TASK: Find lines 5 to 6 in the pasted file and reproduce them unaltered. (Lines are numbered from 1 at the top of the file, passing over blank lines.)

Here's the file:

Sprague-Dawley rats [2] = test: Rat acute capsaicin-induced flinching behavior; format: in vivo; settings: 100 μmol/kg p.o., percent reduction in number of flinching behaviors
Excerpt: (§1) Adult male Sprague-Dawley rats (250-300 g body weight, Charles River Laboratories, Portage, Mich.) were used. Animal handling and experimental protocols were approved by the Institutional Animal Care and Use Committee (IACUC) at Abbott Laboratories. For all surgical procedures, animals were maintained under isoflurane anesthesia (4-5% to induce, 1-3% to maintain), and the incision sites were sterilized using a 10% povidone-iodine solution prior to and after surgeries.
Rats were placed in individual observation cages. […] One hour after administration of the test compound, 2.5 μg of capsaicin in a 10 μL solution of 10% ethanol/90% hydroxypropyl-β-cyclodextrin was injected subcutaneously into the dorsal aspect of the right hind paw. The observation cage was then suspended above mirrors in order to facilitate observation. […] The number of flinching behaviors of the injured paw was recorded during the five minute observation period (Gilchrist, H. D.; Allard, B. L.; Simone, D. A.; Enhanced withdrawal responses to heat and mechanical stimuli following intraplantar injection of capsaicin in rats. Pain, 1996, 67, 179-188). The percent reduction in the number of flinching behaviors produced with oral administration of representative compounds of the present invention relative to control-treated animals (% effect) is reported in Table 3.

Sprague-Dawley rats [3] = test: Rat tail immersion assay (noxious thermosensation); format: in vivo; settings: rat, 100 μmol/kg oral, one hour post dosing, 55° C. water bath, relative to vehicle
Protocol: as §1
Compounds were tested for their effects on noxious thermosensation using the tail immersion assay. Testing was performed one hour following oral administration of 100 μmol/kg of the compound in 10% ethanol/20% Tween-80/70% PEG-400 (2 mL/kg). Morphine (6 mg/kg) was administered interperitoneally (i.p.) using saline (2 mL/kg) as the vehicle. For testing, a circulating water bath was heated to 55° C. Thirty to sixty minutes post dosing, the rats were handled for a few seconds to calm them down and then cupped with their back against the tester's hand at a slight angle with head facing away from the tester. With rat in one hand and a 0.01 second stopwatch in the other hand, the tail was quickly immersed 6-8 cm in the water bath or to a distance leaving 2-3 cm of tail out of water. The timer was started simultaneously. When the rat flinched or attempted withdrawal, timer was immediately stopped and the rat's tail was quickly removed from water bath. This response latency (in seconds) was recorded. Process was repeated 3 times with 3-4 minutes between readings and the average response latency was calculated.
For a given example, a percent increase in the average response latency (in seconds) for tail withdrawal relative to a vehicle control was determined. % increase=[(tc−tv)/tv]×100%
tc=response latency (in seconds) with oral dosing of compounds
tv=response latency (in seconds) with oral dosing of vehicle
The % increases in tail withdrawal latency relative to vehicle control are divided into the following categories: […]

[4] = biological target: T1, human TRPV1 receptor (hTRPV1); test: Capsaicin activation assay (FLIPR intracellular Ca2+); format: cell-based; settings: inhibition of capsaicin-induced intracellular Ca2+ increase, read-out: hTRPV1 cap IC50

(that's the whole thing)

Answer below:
Protocol: as §1
Compounds were tested for their effects on noxious thermosensation using the tail immersion assay. Testing was performed one hour following oral administration of 100 μmol/kg of the compound in 10% ethanol/20% Tween-80/70% PEG-400 (2 mL/kg). Morphine (6 mg/kg) was administered interperitoneally (i.p.) using saline (2 mL/kg) as the vehicle. For testing, a circulating water bath was heated to 55° C. Thirty to sixty minutes post dosing, the rats were handled for a few seconds to calm them down and then cupped with their back against the tester's hand at a slight angle with head facing away from the tester. With rat in one hand and a 0.01 second stopwatch in the other hand, the tail was quickly immersed 6-8 cm in the water bath or to a distance leaving 2-3 cm of tail out of water. The timer was started simultaneously. When the rat flinched or attempted withdrawal, timer was immediately stopped and the rat's tail was quickly removed from water bath. This response latency (in seconds) was recorded. Process was repeated 3 times with 3-4 minutes between readings and the average response latency was calculated.